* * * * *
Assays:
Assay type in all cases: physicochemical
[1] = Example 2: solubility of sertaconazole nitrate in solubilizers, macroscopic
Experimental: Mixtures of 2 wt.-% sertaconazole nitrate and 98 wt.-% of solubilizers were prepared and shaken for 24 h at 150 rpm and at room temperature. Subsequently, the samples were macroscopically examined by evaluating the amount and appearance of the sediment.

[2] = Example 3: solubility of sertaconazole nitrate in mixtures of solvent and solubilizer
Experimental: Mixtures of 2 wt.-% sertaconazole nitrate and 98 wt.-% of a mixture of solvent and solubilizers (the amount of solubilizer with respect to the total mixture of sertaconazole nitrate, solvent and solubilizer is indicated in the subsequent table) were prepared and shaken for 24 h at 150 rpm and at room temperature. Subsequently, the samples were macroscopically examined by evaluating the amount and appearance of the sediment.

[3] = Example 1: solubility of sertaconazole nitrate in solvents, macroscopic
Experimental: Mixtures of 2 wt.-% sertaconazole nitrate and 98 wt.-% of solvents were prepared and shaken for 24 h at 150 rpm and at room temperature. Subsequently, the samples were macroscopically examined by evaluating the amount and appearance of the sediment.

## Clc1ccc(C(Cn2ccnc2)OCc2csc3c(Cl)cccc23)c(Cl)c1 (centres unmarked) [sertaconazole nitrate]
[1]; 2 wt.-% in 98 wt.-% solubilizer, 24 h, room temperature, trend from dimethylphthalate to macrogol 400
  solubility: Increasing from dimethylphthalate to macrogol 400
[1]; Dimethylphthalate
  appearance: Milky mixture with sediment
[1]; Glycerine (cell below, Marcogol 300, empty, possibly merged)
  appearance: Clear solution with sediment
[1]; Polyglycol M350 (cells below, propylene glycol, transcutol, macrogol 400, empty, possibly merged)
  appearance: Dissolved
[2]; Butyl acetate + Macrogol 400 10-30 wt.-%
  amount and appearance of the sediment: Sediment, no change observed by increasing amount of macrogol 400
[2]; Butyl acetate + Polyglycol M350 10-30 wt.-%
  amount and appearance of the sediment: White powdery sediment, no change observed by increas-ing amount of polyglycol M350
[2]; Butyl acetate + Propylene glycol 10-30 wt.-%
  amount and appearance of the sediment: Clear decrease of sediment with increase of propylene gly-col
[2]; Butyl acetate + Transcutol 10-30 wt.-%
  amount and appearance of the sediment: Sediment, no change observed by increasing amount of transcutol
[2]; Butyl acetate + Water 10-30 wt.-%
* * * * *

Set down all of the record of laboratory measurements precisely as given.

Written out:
Assays:
Assay type in all cases: physicochemical
[1] = Example 2: solubility of sertaconazole nitrate in solubilizers, macroscopic
Experimental: Mixtures of 2 wt.-% sertaconazole nitrate and 98 wt.-% of solubilizers were prepared and shaken for 24 h at 150 rpm and at room temperature. Subsequently, the samples were macroscopically examined by evaluating the amount and appearance of the sediment.

[2] = Example 3: solubility of sertaconazole nitrate in mixtures of solvent and solubilizer
Experimental: Mixtures of 2 wt.-% sertaconazole nitrate and 98 wt.-% of a mixture of solvent and solubilizers (the amount of solubilizer with respect to the total mixture of sertaconazole nitrate, solvent and solubilizer is indicated in the subsequent table) were prepared and shaken for 24 h at 150 rpm and at room temperature. Subsequently, the samples were macroscopically examined by evaluating the amount and appearance of the sediment.

[3] = Example 1: solubility of sertaconazole nitrate in solvents, macroscopic
Experimental: Mixtures of 2 wt.-% sertaconazole nitrate and 98 wt.-% of solvents were prepared and shaken for 24 h at 150 rpm and at room temperature. Subsequently, the samples were macroscopically examined by evaluating the amount and appearance of the sediment.

## Clc1ccc(C(Cn2ccnc2)OCc2csc3c(Cl)cccc23)c(Cl)c1 (centres unmarked) [sertaconazole nitrate]
[1]; 2 wt.-% in 98 wt.-% solubilizer, 24 h, room temperature, trend from dimethylphthalate to macrogol 400
  solubility: Increasing from dimethylphthalate to macrogol 400
[1]; Dimethylphthalate
  appearance: Milky mixture with sediment
[1]; Glycerine (cell below, Marcogol 300, empty, possibly merged)
  appearance: Clear solution with sediment
[1]; Polyglycol M350 (cells below, propylene glycol, transcutol, macrogol 400, empty, possibly merged)
  appearance: Dissolved
[2]; Butyl acetate + Macrogol 400 10-30 wt.-%
  amount and appearance of the sediment: Sediment, no change observed by increasing amount of macrogol 400
[2]; Butyl acetate + Polyglycol M350 10-30 wt.-%
  amount and appearance of the sediment: White powdery sediment, no change observed by increas-ing amount of polyglycol M350
[2]; Butyl acetate + Propylene glycol 10-30 wt.-%
  amount and appearance of the sediment: Clear decrease of sediment with increase of propylene gly-col
[2]; Butyl acetate + Transcutol 10-30 wt.-%
  amount and appearance of the sediment: Sediment, no change observed by increasing amount of transcutol
[2]; Butyl acetate + Water 10-30 wt.-%